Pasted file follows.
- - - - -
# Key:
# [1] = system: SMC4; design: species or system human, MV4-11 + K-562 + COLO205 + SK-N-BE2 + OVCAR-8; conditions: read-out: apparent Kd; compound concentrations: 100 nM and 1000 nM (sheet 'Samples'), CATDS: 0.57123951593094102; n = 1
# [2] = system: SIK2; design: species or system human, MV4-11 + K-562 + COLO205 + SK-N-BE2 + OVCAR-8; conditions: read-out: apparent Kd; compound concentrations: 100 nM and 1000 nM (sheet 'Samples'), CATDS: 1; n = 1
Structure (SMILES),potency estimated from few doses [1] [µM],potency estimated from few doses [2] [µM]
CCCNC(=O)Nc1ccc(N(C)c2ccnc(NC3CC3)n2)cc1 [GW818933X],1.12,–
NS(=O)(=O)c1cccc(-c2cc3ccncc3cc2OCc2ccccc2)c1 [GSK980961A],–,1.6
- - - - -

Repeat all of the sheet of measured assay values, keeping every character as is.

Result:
# Key:
# [1] = system: SMC4; design: species or system human, MV4-11 + K-562 + COLO205 + SK-N-BE2 + OVCAR-8; conditions: read-out: apparent Kd; compound concentrations: 100 nM and 1000 nM (sheet 'Samples'), CATDS: 0.57123951593094102; n = 1
# [2] = system: SIK2; design: species or system human, MV4-11 + K-562 + COLO205 + SK-N-BE2 + OVCAR-8; conditions: read-out: apparent Kd; compound concentrations: 100 nM and 1000 nM (sheet 'Samples'), CATDS: 1; n = 1
Structure (SMILES),potency estimated from few doses [1] [µM],potency estimated from few doses [2] [µM]
CCCNC(=O)Nc1ccc(N(C)c2ccnc(NC3CC3)n2)cc1 [GW818933X],1.12,–
NS(=O)(=O)c1cccc(-c2cc3ccncc3cc2OCc2ccccc2)c1 [GSK980961A],–,1.6